I am a cyclist and I would like the council to narrow the main road near my house and put a bike lane in. No doubt if you ask the CEO of Ford if he wants to reduce the amount of car usage in the uk their answer is ‘no’ but the specific reason I am not getting my bike lane is local  officials don’t want a row on their hands.

It’s the same reason I have never heard of a boss walking in to an office and saying ‘Oh hey guy’s: you will have noticed that all your keyboards are different. I have switched you over to Colemak. Most of your short cuts are unchanged, but now you can type more words using only the home row. In 2-3 months for most of you this will result in a marginal increase in typing speed. So we are all going to get more work done in the long run, but for the first few days, when you type it will feel like you have had a stroke’.

Survival of the fittest

This is called ‘inertia’ it literally means a systems resistance to change. Like a car, when it is moving at 50mph inertia is the force stopping it from slowing down, when you push-start a car, inertia is the force that has to be over come to get the car moving.

The key thing to remember is nature does NOT produce perfect systems. A common, miss understanding is that ‘Survival of the fittest’ means the ‘best’ animals/products win out. The trouble is that fittest actually means ‘most able to reproduce’ not ‘best’ in any global sense. So we have a costly car base transit system even though mass transit might be less polluting. Cars are better able to ‘reproduce’ because they are able to reinvest more of their profits into marketing. In the UK we use a badly optimised keyboard layout and an incredibly unrepresentative first past the post voting system because those systems were adopted first and most importantly ‘work’.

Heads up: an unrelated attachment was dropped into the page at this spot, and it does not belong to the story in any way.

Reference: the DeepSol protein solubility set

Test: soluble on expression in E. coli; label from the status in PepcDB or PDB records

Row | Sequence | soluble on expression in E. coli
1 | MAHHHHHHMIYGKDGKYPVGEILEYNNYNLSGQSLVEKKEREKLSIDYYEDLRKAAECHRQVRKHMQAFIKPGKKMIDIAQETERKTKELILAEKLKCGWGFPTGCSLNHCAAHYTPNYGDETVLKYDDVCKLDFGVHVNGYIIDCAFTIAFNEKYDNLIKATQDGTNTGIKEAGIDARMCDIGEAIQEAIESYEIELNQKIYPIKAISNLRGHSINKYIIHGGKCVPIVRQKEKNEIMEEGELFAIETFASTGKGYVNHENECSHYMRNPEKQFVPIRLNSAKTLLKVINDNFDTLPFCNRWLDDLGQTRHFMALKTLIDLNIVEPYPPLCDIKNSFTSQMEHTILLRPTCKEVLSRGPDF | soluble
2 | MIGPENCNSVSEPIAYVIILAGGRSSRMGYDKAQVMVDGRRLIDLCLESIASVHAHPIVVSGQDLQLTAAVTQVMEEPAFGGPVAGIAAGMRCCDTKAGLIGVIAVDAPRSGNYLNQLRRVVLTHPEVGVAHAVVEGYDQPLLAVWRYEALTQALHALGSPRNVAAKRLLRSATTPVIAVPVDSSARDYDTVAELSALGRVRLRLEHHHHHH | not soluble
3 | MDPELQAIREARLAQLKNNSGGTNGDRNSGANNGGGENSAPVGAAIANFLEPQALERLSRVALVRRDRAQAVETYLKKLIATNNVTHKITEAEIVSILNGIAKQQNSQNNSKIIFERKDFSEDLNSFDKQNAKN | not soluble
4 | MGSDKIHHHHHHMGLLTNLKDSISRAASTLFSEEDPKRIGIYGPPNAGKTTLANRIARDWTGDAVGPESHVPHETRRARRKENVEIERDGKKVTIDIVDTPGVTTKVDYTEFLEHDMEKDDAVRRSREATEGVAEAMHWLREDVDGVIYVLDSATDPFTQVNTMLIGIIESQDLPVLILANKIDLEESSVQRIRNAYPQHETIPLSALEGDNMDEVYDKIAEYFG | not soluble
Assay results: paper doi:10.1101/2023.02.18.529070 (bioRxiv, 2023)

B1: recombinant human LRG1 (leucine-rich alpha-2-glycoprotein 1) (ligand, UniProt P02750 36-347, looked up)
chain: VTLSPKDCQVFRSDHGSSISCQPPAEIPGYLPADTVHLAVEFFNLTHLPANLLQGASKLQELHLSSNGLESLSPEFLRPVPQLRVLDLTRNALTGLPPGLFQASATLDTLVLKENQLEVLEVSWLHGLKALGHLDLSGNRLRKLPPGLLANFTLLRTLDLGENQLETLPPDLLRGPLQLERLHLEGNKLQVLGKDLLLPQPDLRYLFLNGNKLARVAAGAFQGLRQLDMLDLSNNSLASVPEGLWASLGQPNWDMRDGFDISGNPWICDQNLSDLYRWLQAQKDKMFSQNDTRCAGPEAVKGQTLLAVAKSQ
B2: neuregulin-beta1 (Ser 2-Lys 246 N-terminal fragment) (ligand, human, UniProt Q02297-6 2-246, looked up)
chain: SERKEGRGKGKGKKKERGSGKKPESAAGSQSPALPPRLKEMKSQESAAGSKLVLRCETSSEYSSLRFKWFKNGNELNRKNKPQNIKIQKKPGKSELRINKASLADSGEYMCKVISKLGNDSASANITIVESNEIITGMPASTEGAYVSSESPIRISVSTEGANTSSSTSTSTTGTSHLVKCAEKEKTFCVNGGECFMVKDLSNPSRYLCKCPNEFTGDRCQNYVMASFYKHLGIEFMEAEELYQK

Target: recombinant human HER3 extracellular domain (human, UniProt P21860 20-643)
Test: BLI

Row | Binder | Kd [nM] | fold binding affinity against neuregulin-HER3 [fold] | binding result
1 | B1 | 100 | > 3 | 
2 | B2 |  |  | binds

Good enough

You also have to remember that you are looking at a snap shot in time. It is possible that as cities get bigger the cars size will mean that it becomes unfeasible for planners to continue to provide for a transit system based on the personal car. But the tiny, tiny benefits that alternative keyboard layouts offer over Qwerty make it hard for me to imagine a large scale move away from qwerty ever happening. There is too much inertia, the switching cost are too high. It pains me to say it but it is also possible that rather than a malevolent lobby keeping the car supreme it could just be that that system is so stable it is unlikely to change any time soon.

The World can seem like an infuriating and confusing place if you aren’t willing to take a system level view. Its easy to think that shady deals are being made in back rooms, and that is why you are missing out, but I find it reassuring to think that more often than not its just simple incompetence. Qwerty is like a buck toothed stupid reseptionist at an ok hotel. They do the job. It may be possible to find a smarter, prettier person to do the job, but is that necessary?

As soon as you realise that often things aren’t supposed to be ‘perfect’ but just ‘good enough’ the world seems like a less malevolent place. In fact isn’t it a wonderful thing that we live in a world were there are people who toil away to make better keyboard layouts?Somewhere in the world someone is solving a problem you don’t even know you have.